Should the All-Star Game be Rewarding Players on Winning Teams?
Can someone please explain to me what the All-Star game is all about?
Humour me at the very least.
Do we pick the game’s best? Do we pick the game’s most entertaining stars? Or do we pick guys simply because they have played good basketball on an elite team?
Because we know how much we love to reward players on winning teams, right?
So, let’s break this down.
There are 15 rosters spots across 30 NBA teams. This means, there are right around 450 players in the league (not including the G League). Of the 450 players, 24 make the NBA All-Star game and for the sake of using a pretty whole number, let’s just say 30 players get the nod after taking injury replacements into account. That is 6.7% of NBA players who crack the All-Star roster annually.
So for such a limited and exclusive group, why are there no set guidelines for what it takes to be dubbed an All-Star?
Why does Karl-Anthony Towns get in for incredible numbers, albeit suiting up for a sub-.500% team, but Victor Oladipo makes the team amidst a down year riddled by injury?
Let’s make things perfectly clear.
If the Indiana Pacers were not fourth in the East, but 11th, much like the Minnesota Timberwolves, is there really any doubt that he wouldn’t make the All-Star team? Averaging 18.8 points on a putrid 42.3-percent shooting from the field and a pedestrian 34.3-percent from long range. Oladipo was rewarded for being on a winning team, while Towns was rewarded for being a top player in the League.
Now, it may just be me, but the fact that coaches rewarded players on winning teams seems so dumb to me, especially with the advanced statistics that are available today. The concept of Win Shares should completely eliminate the need to reward players on winning teams, and to simply reward players for their high level of play independent of their team’s incompetencies.
Win Shares are player statistics which look to adequately divide the credit for a team’s success amongst the team’s players. Win Shares is further split into Offensive and Defensive Win Shares.
Basketball Reference does a good job at describing both. Offensive Win Shares incorporates points produced, offensive possessions, and marginal offense per player as well as marginal points per win. Defensive Win Shares utilizes defensive rating and marginal defense per player, as well as marginal points per win. Once both Offensive and Defensive Win Shares are calculated, they can be added to provide a player’s total Win Shares.
Like WAR (Wins Above Replacement) in baseball, Win Shares may be one of the best evaluators of a player’s effectiveness and contribution to their team.
With the existence of a stat like Win Shares, a team’s record should not be the thing that pushes the needle. Hell, even stats like points per game shouldn’t matter as much as they used to.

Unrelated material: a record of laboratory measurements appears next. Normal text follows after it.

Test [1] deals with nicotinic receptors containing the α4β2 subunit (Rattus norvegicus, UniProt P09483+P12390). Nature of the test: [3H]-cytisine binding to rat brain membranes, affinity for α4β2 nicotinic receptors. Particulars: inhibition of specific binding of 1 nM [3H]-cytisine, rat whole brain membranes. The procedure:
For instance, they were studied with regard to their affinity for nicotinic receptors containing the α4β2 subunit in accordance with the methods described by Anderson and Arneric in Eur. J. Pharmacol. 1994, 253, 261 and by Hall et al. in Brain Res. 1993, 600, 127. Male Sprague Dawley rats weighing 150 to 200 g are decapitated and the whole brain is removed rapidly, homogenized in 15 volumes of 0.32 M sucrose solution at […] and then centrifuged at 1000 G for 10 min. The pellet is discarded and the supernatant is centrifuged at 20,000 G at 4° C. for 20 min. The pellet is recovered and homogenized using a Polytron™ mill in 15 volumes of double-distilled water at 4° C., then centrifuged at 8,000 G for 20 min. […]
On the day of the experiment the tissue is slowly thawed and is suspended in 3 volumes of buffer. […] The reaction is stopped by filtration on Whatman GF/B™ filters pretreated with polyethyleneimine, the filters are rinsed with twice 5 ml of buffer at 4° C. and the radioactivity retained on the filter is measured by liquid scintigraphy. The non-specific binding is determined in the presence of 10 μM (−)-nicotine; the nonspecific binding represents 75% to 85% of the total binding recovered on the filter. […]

Put it this way, D’Angelo Russell is averaging 19.7 points per game on a winning team (the Brooklyn Nets are 28-26 and sitting in a playoff spot in the Eastern Conference playoffs), but has a Win Shares of 3.3 for the season. He is also averaging 7.7 makes out of 17.5 field goal attempts per game. That’s a fairly average 43.9-percent shooting percentage and in the absence of a Caris LeVert, Russell simply is tasked to shoot the ball more.
Now, I’m not saying 3.3 Win Shares is bad, but Pascal Siakam is not an All-Star and is in the league’s top-20, accumulating 5.9 Win Shares – on a winning Toronto Raptors team might I add. Russell may be known more for his offensive abilities to the casual fan, but boasts an Offensive Win Shares of 1.8 compared to Siakam’s 3.8 – a fairly large margin.
Now, I can go off on a tangent discussing how Siakam is one of the NBA’s best kept secret, but the fact is simple. Sports are advancing at a torrid pace and while analytics are being incorporated to build many teams, they should be factored into the choosing of All-Star players.
There is no reason to make biased decisions or flip-flop between arbitrary guidelines to make All-Star selections. Numbers exist and numbers don’t lie.
Rudy Gobert is second in the NBA in total Win Shares at 9.3, yet he is not an All-Star. That’s a better mark than Giannis Antetokounmpo (9.1), Paul George (8.5), and Nikola Jokic (8.3), all three of whom are All-Stars and considered contenders for the NBA’s Most Valuable Player award.
On the surface, it may seem like players such as the Greek Freak and Paul George are far more valuable than Gobert, but in a league revolving around shooting and spacing, Gobert is exactly what every team craves. He is a defensive anchor and one of the top two or three defensive players in the NBA, while setting the key screens to free up shooters on the offensive end (with the ability to roll to the basket for easy scores).
Screening and lateral quickness are not the sexy attributes that’ll get you noticed, but in an analytically-driven world of sports, the value for players such as Gobert are now booming.
So why are they not as valued when it comes to All-Star selections?
What are we really doing here, NBA?